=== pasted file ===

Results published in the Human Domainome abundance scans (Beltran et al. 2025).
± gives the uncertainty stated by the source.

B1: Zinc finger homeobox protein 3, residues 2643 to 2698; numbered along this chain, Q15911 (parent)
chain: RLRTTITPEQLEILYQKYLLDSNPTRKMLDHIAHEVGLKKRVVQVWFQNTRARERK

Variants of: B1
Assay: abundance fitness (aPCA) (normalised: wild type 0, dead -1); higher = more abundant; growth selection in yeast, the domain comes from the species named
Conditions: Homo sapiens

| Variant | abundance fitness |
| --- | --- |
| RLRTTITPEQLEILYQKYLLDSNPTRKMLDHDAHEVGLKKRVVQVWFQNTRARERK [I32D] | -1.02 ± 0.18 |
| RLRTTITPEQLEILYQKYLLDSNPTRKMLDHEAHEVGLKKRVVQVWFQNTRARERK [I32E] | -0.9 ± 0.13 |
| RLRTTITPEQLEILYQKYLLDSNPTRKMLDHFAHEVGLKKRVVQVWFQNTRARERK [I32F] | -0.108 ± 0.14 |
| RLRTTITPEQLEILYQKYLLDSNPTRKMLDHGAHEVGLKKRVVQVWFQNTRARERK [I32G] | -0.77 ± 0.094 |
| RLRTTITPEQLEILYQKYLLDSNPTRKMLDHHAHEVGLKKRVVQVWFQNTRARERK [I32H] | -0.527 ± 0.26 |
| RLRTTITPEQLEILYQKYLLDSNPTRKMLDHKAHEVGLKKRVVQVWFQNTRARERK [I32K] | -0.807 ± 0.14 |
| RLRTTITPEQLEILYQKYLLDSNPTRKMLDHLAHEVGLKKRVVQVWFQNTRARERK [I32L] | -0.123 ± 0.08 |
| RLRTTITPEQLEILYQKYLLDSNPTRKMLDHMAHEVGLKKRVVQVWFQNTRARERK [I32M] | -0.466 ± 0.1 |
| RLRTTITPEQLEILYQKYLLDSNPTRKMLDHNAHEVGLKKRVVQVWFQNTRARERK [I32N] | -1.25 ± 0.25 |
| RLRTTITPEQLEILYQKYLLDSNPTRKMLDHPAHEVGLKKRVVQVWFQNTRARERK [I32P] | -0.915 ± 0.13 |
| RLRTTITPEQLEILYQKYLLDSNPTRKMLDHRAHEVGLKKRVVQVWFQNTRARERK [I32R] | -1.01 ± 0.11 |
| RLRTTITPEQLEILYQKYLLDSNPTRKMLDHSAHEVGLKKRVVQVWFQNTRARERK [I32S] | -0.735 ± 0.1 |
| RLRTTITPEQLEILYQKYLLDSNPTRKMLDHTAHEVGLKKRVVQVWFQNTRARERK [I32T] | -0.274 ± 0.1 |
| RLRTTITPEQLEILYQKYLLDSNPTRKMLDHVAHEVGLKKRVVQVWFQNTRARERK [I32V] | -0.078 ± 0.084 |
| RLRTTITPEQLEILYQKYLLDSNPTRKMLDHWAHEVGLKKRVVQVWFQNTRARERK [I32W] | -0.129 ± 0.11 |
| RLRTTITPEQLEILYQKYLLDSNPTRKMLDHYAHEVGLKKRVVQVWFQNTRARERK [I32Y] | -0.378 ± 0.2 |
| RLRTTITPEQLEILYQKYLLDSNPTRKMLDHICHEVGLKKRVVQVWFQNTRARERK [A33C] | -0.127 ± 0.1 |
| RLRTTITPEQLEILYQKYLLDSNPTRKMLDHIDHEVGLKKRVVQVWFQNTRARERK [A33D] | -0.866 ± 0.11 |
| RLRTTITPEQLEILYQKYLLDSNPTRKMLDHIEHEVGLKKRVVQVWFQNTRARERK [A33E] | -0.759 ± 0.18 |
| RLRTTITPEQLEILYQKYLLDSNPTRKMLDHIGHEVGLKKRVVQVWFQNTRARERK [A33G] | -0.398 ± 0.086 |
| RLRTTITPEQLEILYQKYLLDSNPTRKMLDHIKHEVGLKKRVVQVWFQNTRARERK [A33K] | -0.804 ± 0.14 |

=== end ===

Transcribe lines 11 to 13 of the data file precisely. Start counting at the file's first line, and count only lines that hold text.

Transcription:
| RLRTTITPEQLEILYQKYLLDSNPTRKMLDHEAHEVGLKKRVVQVWFQNTRARERK [I32E] | -0.9 ± 0.13 |
| RLRTTITPEQLEILYQKYLLDSNPTRKMLDHFAHEVGLKKRVVQVWFQNTRARERK [I32F] | -0.108 ± 0.14 |
| RLRTTITPEQLEILYQKYLLDSNPTRKMLDHGAHEVGLKKRVVQVWFQNTRARERK [I32G] | -0.77 ± 0.094 |